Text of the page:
For £0 tax you need to look out for a Qashqai fitted with the 108bhp 1.5-litre diesel engine. Though not the most exciting car to drive, this offers great fuel economy, with its low CO2 emissions putting it in the no tax threshold. Again, make sure the Qashqai was registered before April 2017 to take advantage of this.

Best Features

  • Spacious interior
  • Ideal for families
  • Brilliant fuel economy from this diesel engine

Things to consider

  • Entry-level models don’t get the most equipment
  • Parking scuffs and damage are common on the Qashqai, so inspect a vehicle thoroughly
  • Models registered before September 2015 may not be ULEZ compliant

7. Volvo XC90 T8 (2016-2017)

Demonstrating the sheer range of vehicles that can be free to tax, we have the Volvo XC90. It’s Volvo’s flagship model, and one of the largest SUVs around, but if it’s equipped with the firm’s T8 plug-in hybrid powertrain, it can also be free to tax.

Courtesy of its combination of petrol and electric power, it produces 400bhp, while being able to travel for around 20 miles on electric when it’s been plugged in. Unlike lots of other hybrid SUVs, the XC90 still retains its impressive seven-seat practicality too.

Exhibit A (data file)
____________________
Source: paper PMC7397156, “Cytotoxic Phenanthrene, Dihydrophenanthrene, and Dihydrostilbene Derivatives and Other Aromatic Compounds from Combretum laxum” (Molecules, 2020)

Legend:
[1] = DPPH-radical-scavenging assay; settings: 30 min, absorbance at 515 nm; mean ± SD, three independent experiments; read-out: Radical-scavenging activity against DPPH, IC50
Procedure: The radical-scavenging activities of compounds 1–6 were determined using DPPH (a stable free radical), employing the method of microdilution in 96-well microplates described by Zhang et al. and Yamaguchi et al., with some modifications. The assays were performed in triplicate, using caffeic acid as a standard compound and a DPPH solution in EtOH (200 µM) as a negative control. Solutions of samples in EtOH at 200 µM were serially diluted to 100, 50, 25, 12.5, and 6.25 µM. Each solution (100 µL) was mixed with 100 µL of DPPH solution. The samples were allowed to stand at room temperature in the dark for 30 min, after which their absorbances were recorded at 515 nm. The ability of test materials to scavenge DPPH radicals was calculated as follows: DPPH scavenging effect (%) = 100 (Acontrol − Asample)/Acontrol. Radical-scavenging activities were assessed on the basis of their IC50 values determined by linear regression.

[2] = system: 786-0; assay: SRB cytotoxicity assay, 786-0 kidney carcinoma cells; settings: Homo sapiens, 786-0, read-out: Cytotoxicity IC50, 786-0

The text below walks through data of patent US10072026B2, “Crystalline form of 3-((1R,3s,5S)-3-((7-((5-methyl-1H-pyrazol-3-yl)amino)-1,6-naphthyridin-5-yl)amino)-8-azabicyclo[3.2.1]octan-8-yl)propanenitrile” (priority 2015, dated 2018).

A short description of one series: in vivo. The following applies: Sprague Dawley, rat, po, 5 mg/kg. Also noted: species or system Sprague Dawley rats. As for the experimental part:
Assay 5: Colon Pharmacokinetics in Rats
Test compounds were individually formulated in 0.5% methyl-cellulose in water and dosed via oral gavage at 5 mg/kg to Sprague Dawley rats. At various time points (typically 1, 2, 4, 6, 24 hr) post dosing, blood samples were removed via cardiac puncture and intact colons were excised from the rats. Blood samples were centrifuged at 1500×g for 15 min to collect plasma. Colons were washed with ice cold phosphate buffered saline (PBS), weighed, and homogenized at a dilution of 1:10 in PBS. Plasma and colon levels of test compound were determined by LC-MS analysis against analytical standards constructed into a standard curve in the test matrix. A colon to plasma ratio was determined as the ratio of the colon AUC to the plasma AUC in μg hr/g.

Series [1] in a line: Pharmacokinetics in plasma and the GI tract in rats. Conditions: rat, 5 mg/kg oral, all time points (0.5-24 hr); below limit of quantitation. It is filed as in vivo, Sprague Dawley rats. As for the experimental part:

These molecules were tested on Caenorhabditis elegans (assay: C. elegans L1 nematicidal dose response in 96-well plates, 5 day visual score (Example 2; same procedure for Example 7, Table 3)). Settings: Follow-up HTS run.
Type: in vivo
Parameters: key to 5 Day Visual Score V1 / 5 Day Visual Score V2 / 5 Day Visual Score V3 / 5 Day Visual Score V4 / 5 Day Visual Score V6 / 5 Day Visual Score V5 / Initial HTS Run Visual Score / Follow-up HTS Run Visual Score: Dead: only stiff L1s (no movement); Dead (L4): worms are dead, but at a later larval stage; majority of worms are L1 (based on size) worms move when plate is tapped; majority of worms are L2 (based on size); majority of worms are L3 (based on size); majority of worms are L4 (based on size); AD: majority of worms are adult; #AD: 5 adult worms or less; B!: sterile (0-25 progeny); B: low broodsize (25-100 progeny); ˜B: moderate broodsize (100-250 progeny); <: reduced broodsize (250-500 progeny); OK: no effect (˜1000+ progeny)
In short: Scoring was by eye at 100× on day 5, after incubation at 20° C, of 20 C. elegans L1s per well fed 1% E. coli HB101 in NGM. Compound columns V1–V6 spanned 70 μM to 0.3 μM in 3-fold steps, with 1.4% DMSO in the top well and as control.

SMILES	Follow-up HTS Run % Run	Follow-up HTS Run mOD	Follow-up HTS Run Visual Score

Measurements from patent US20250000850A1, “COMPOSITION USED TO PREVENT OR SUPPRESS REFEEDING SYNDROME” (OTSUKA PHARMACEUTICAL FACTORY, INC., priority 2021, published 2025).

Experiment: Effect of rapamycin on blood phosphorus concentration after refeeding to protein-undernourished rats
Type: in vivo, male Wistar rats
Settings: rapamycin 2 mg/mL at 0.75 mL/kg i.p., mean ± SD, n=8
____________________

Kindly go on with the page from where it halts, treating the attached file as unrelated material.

Best Features

  • Hugely spacious
  • High-quality interior
  • Powerful with potential for low running costs

Things to consider

  • Only a fairly small window of XC90 T8s are free to tax between 2016 and April 2017.
  • Small real-world electric range won’t suit those doing lots of longer journeys
  • Make sure two charging cables come with the car when buying

8. Tesla Model 3 (2019-present)

Tesla has really helped to move along the electric car segment, and its Model 3 especially has made a significant impact. It’s been among the most popular EVs for several years, and used examples are now available for less than £20,000.

The Model 3 is great to drive, packed full of technology and even the cheapest models you’ll see for sale should be capable of 250 miles between charges, while having easy access to the Tesla’s dedicated network of EV chargers. Being electric, all used Model 3s are currently free to tax until the changes come into force in April 2025.

Best Features

  • Minimalistic and roomy cabin with a panoramic windscreen
  • Ample headroom in the rear
  • Agile and manoeuvrable steering feel

Things to consider

  • Some issues around build quality
  • All vehicle controls are done through the centre screen
  • Frequent software updates

9. Peugeot 108 (2014-2017)

Going back to the theme of smaller cars being best where low running costs are concerned, we land with the Peugeot 108. Powered by a small 1.0-litre petrol engine, it’s another great choice for new drivers courtesy of its more affordable insurance.

Another great thing about the 108 is that, as long as it was registered before April 2017, it’s guaranteed to sit in the lowest road tax band – even automatic models which typically have higher CO2.

Best Features

  • Low insurance groups make the 108 ideal for new drivers